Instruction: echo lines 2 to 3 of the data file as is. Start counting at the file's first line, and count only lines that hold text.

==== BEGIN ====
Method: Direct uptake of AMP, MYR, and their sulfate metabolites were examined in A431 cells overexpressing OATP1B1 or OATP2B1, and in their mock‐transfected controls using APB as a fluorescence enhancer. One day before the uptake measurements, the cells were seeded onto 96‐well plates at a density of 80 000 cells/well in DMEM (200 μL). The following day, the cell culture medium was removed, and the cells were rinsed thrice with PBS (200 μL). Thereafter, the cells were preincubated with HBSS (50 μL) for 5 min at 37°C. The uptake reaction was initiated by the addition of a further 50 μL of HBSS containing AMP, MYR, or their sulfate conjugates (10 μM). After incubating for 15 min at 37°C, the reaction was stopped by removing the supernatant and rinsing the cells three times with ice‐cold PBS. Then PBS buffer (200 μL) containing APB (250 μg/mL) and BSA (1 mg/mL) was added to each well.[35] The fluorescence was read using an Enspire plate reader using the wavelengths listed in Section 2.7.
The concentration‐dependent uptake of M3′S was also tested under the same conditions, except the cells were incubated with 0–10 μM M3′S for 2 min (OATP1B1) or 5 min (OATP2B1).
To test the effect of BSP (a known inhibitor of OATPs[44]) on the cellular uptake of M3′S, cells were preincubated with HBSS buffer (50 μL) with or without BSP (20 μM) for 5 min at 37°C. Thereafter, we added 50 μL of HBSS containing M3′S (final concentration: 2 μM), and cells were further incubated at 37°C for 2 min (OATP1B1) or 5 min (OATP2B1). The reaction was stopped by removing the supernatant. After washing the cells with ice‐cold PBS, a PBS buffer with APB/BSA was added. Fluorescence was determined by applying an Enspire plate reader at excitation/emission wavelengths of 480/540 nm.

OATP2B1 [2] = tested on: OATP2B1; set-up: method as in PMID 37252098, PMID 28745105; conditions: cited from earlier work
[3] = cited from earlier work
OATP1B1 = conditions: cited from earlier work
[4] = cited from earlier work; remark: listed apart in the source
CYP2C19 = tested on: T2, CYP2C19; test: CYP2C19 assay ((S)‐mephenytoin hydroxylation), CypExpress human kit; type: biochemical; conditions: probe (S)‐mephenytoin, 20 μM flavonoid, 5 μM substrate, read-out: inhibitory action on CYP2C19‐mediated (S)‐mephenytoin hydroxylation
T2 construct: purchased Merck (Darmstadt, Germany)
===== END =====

The concentration‐dependent uptake of M3′S was also tested under the same conditions, except the cells were incubated with 0–10 μM M3′S for 2 min (OATP1B1) or 5 min (OATP2B1).
To test the effect of BSP (a known inhibitor of OATPs[44]) on the cellular uptake of M3′S, cells were preincubated with HBSS buffer (50 μL) with or without BSP (20 μM) for 5 min at 37°C. Thereafter, we added 50 μL of HBSS containing M3′S (final concentration: 2 μM), and cells were further incubated at 37°C for 2 min (OATP1B1) or 5 min (OATP2B1). The reaction was stopped by removing the supernatant. After washing the cells with ice‐cold PBS, a PBS buffer with APB/BSA was added. Fluorescence was determined by applying an Enspire plate reader at excitation/emission wavelengths of 480/540 nm.